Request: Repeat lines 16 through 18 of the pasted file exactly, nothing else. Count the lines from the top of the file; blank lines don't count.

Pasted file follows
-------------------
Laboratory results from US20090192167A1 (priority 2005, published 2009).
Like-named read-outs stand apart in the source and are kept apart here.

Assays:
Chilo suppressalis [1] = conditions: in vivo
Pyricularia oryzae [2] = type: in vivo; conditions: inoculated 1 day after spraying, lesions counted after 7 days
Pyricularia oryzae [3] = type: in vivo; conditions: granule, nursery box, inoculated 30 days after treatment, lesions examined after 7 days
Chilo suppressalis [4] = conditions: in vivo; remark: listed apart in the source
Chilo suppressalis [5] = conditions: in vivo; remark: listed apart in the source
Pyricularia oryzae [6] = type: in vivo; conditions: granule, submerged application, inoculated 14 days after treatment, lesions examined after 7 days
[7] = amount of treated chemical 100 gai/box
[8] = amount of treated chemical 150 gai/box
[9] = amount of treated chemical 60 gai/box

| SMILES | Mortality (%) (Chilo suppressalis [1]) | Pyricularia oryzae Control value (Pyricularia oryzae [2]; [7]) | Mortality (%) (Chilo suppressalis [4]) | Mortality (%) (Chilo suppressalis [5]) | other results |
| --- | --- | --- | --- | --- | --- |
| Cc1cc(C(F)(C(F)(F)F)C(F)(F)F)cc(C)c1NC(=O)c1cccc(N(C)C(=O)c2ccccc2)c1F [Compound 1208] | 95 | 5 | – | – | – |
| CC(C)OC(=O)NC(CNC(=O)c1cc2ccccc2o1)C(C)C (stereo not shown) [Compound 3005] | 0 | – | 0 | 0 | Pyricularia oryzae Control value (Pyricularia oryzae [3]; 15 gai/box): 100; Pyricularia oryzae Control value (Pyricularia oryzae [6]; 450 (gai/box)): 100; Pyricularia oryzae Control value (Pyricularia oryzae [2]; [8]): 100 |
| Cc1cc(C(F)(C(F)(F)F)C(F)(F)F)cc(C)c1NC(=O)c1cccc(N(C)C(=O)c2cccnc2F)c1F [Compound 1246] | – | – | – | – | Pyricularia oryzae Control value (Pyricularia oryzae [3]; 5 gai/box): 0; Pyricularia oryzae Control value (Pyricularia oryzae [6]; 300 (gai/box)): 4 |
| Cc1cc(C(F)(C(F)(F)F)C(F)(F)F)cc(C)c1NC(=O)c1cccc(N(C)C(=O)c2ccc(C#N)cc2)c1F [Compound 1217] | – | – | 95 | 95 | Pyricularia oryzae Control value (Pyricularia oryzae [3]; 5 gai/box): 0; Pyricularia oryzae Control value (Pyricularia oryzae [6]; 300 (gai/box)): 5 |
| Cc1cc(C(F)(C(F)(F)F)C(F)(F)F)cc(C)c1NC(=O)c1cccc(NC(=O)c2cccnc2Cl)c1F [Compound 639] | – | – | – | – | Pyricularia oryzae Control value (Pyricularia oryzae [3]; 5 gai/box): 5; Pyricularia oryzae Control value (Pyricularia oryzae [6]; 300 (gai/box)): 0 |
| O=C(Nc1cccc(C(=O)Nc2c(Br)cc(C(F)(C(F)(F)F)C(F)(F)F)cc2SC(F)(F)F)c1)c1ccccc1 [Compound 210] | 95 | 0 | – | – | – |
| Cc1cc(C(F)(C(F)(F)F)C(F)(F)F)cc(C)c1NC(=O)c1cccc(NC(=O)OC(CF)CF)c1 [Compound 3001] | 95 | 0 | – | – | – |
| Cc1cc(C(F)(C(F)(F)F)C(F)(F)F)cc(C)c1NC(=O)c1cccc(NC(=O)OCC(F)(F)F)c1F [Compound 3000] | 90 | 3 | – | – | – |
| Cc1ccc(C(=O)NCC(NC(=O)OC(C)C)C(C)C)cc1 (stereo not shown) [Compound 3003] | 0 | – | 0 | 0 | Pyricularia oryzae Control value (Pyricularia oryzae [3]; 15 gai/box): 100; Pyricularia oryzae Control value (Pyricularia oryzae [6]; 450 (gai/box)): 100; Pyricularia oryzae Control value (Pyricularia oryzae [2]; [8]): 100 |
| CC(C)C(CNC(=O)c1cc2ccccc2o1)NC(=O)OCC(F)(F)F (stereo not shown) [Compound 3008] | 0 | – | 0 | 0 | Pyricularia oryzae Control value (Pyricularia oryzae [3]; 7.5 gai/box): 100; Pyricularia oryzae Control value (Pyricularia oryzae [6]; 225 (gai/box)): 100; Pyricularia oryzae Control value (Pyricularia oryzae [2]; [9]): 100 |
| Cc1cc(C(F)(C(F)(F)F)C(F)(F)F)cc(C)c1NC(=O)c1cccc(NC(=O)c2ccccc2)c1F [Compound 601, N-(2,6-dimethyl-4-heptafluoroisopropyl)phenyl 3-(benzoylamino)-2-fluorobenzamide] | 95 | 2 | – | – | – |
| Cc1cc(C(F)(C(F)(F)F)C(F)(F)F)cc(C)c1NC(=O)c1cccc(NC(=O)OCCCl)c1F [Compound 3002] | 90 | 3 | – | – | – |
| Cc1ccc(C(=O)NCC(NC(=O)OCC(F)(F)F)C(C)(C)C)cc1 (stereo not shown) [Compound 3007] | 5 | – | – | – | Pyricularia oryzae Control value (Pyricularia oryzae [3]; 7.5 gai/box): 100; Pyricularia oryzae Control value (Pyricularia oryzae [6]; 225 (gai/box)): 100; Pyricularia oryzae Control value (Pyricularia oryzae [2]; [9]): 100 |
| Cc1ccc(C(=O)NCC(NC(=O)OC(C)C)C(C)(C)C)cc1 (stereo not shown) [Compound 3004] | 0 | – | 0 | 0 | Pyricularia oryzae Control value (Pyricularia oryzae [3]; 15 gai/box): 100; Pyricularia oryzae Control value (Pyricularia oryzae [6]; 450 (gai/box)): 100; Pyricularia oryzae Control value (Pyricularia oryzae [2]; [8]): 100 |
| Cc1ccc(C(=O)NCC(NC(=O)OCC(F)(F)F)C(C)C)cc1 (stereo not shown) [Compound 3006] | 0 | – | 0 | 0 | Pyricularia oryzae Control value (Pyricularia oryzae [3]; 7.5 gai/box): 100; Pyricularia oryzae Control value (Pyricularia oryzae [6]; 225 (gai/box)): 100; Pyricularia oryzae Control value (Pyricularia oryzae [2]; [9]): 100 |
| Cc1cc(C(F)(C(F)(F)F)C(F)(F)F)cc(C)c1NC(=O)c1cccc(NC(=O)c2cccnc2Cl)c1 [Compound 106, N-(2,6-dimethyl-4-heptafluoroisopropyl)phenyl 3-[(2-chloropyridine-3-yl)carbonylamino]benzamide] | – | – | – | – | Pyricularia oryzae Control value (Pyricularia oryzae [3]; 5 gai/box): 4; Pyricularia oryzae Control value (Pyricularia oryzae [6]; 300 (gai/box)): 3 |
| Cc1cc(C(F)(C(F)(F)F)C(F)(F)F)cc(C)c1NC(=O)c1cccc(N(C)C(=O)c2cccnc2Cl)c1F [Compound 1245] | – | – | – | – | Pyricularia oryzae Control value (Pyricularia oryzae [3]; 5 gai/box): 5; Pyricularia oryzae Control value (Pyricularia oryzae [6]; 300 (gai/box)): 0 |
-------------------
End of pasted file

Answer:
| CC(C)OC(=O)NC(CNC(=O)c1cc2ccccc2o1)C(C)C (stereo not shown) [Compound 3005] | 0 | – | 0 | 0 | Pyricularia oryzae Control value (Pyricularia oryzae [3]; 15 gai/box): 100; Pyricularia oryzae Control value (Pyricularia oryzae [6]; 450 (gai/box)): 100; Pyricularia oryzae Control value (Pyricularia oryzae [2]; [8]): 100 |
| Cc1cc(C(F)(C(F)(F)F)C(F)(F)F)cc(C)c1NC(=O)c1cccc(N(C)C(=O)c2cccnc2F)c1F [Compound 1246] | – | – | – | – | Pyricularia oryzae Control value (Pyricularia oryzae [3]; 5 gai/box): 0; Pyricularia oryzae Control value (Pyricularia oryzae [6]; 300 (gai/box)): 4 |
| Cc1cc(C(F)(C(F)(F)F)C(F)(F)F)cc(C)c1NC(=O)c1cccc(N(C)C(=O)c2ccc(C#N)cc2)c1F [Compound 1217] | – | – | 95 | 95 | Pyricularia oryzae Control value (Pyricularia oryzae [3]; 5 gai/box): 0; Pyricularia oryzae Control value (Pyricularia oryzae [6]; 300 (gai/box)): 5 |